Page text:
ImprovNotes April 2014 Artist of the Month: Tomasz Stańko

“I have always been interested in tradition. With Krzysztof Komeda we would mostly listen to scale music, like Miles Davies and John Coltrane. This was my inspiration. Ornette Coleman was important too, of course, but more as an example of a certain attitude toward art – that of searching and rebellion – than as a specific musical convention.” -Tomasz Stańko. Image from Wikimedia Commons.

Polish trumpeter and composer Tomasz Stanko is known for his skillful negotiation of beautiful melodies and free improvisation. The New Yorker describes him as “One of the most original and creative jazz trumpet players in the world.” Often releasing his material with the renowned ECM Records since the 1990s, Stańko remains at the cutting edge of the European avant-garde sound. He first appeared in the 1950s in Krakow, and is considered one of the first free-jazz trumpeters in Europe. In the 1960s he came to distinction playing with pianist Adam Makowicz, and later joined Krzysztof Komeda’s quintet, recording the now celebrated 1966 album, Astigmatic. In the early 1970s Stańko went on to form the Tomasz Stańko Quintet, and the group played at major European festivals, brining Stańko’s sound to the forefront of the free jazz scene. Stańko is a leading progenitor of Polish jazz, but he is also well known around the world stage, having worked with many respected musicians, including Jack DeJohnette, Reggie Workman, Don Cherry, and Lester Bowie, and in 1984 he was a member of Cecil Taylor’s big band. In the 1980s, he also led his own fusion collectives, under C.O.C.X and Freelctronic, which incorporated electronic, reggae, Latino, rap, and other musical inspirations.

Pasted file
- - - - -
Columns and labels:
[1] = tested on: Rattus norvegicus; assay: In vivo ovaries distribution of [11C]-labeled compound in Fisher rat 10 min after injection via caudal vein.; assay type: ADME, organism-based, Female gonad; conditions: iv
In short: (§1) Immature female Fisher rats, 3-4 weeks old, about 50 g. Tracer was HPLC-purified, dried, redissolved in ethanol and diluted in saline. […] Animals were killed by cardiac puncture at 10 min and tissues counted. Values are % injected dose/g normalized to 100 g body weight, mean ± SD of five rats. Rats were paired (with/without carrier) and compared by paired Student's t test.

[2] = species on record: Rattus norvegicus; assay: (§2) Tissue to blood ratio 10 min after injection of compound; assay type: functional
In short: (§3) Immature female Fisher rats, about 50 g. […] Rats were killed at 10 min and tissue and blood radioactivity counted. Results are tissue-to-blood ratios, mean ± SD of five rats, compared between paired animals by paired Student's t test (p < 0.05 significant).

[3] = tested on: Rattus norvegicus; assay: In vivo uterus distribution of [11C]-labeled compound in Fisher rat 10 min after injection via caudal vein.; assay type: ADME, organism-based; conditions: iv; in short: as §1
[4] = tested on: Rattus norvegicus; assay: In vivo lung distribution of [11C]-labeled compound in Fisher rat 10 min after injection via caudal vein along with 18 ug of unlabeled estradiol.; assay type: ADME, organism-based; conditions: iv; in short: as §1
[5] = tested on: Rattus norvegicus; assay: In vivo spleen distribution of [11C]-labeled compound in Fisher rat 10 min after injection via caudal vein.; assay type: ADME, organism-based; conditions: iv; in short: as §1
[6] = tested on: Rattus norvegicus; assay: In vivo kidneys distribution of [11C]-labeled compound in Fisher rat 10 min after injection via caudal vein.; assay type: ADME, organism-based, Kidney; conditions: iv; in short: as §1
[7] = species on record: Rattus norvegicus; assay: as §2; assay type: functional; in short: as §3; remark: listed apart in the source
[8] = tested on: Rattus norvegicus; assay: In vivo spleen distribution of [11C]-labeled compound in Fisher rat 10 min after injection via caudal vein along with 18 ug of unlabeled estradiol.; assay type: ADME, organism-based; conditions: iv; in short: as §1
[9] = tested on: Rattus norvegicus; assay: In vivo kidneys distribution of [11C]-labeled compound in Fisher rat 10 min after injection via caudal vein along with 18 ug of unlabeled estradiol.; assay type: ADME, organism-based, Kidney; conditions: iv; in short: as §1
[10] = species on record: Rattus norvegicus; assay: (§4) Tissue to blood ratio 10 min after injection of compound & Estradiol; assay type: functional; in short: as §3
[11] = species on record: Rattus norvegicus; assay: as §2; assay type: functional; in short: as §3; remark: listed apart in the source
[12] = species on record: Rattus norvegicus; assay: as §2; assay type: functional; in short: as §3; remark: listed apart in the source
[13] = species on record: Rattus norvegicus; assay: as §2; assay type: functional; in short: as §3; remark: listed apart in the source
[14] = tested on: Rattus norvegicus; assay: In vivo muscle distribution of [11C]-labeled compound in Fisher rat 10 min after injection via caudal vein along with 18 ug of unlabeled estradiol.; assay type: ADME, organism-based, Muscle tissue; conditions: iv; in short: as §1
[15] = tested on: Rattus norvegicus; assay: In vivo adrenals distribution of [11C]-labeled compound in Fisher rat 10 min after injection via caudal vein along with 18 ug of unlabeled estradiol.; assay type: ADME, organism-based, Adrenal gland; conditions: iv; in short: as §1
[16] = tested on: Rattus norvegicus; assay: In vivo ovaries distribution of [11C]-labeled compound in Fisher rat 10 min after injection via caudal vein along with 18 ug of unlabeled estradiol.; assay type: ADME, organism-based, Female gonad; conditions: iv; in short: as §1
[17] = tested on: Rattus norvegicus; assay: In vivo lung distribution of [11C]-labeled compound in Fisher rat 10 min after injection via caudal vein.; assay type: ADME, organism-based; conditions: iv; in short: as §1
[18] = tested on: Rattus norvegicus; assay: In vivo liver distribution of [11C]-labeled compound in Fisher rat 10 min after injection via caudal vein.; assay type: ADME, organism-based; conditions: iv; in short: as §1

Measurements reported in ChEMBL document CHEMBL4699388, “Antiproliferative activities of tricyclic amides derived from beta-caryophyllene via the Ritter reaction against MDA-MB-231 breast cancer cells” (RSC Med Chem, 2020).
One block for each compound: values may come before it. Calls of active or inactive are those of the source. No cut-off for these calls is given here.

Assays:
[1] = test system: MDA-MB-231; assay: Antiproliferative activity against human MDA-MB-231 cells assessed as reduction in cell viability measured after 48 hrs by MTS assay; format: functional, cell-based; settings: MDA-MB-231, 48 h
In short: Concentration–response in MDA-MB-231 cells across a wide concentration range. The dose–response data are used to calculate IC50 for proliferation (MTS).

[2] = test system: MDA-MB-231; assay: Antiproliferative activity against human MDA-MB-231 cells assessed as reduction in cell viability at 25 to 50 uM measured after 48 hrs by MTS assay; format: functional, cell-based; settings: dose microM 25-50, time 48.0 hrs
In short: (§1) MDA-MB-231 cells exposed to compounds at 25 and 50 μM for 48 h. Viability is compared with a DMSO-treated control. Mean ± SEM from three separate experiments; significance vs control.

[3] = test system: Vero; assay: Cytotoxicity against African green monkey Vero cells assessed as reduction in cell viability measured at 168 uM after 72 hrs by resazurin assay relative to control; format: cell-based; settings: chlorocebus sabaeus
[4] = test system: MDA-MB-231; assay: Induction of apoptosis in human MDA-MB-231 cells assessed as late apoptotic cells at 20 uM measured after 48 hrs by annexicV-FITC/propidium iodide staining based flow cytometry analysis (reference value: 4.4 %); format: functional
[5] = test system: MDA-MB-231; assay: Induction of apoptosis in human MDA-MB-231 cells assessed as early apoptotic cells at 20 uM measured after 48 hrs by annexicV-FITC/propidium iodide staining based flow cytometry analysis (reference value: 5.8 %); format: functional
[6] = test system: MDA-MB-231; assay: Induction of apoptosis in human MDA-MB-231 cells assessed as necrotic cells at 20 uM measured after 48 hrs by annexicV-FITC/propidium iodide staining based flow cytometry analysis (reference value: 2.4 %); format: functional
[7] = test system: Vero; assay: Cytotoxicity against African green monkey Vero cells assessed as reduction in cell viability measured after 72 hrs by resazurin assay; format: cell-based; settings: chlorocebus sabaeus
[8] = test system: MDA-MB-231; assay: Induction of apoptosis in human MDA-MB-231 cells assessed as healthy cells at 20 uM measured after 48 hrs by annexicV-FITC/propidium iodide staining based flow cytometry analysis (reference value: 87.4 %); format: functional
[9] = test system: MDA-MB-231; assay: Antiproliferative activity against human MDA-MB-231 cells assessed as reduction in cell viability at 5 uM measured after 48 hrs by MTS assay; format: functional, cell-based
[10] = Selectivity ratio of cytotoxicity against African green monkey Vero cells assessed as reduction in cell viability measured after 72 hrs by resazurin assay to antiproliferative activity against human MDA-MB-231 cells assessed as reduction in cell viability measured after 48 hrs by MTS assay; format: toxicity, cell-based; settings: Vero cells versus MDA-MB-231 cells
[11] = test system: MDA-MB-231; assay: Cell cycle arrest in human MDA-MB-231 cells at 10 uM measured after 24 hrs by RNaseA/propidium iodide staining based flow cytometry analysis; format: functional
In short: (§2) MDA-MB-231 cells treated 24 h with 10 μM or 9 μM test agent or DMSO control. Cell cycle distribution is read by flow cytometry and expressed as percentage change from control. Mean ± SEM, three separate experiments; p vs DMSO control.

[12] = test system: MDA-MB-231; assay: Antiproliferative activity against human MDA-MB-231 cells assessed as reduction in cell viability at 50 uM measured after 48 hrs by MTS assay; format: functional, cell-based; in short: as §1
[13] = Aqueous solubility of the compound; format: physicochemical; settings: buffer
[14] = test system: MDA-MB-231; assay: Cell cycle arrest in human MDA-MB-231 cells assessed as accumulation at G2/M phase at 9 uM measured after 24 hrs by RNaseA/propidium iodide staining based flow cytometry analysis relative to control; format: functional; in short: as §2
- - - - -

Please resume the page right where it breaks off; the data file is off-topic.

In the 1990s, Stańko lost his natural teeth, joining a list of other trumpeters like Chet Baker and Roy Eldridge who after losing their teeth managed to develop a new embouchure. Stańko gave up drugs in the 1990s and through long hours and painstaking practice he was able to strengthen his lip and maintain his signature sound, despite the disadvantage of playing with false teeth. In fact, it could even be argued that since the 1990s Stańko has been at his most prolific, releasing numerous high quality recordings with ECM. The early 2000s saw the release of two fantastic albums by Stańko: Soul of Things (2001) and Suspended Night (2004). Suspended Night is an adventurous recording featuring Stańko’s unique compositional language, and yet it is an incredibly accessible introduction to where both Stańko and jazz have been—and perhaps are going. Stańko continues to inspire and make music (still released through ECM), and his recent New York Quartet sounds extraordinary (with hints of Miles Davis, Andrew Hill, and Thelonious Monk) on 2013’s Wisława. Stańko’s signature sound can also be heard in the introduction to T.V’s Homeland, which samples his piece, “Terminal 7.” In 2011, the President of Poland, Bronislaw Komorowski awarded Stańko Commander’s Cross with Star of the Order of Rebirth of Poland. While Stańko’s accolades are certainly deserved, good music tends to speak for itself. Have a listen to a few pieces below—as a leader Stańko has released 37 albums—and get lost in the creative jazz trumpet of Tomasz Stańko.

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